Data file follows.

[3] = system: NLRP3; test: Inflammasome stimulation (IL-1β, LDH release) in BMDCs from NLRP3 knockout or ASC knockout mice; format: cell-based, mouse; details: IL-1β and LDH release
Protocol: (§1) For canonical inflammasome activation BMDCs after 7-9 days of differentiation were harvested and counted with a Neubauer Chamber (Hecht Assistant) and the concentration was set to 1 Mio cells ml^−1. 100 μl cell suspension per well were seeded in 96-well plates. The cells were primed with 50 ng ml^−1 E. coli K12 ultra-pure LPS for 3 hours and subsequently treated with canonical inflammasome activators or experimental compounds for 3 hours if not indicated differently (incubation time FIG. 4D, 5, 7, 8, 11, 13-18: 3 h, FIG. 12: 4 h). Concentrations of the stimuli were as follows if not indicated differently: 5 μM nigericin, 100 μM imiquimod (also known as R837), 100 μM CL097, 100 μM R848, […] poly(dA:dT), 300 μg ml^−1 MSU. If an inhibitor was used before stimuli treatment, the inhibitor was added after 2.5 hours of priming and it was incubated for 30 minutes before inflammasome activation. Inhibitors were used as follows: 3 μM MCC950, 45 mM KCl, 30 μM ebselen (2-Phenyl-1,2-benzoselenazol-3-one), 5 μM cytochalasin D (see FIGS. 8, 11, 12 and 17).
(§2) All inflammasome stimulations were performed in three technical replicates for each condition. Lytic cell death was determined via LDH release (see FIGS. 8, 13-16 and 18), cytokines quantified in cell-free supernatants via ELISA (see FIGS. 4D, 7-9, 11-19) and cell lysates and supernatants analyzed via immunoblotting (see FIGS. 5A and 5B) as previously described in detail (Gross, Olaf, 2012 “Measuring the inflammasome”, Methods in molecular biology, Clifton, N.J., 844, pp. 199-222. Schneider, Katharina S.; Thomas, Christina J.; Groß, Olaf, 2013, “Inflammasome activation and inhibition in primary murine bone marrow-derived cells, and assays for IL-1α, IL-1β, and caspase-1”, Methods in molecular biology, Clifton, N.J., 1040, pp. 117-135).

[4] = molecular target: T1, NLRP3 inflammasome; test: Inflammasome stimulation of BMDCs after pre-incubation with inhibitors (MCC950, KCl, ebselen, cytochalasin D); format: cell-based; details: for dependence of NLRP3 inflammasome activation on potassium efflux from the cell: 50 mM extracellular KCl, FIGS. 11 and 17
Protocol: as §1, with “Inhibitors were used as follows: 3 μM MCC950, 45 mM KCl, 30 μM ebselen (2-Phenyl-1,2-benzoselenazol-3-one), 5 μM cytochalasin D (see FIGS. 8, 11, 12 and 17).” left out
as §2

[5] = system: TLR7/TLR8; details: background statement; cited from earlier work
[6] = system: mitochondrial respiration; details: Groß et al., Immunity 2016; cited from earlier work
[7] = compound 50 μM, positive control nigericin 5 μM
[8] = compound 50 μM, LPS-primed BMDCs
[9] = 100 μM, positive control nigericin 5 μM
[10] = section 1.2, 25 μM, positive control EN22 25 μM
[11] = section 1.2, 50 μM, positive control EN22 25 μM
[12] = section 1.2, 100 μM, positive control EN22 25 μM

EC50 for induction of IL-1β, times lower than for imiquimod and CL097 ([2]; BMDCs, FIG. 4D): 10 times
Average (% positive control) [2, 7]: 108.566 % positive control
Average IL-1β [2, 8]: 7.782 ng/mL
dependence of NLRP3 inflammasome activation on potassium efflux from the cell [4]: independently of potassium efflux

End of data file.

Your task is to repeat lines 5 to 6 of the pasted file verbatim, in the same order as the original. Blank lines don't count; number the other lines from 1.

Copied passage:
Protocol: as §1, with “Inhibitors were used as follows: 3 μM MCC950, 45 mM KCl, 30 μM ebselen (2-Phenyl-1,2-benzoselenazol-3-one), 5 μM cytochalasin D (see FIGS. 8, 11, 12 and 17).” left out
as §2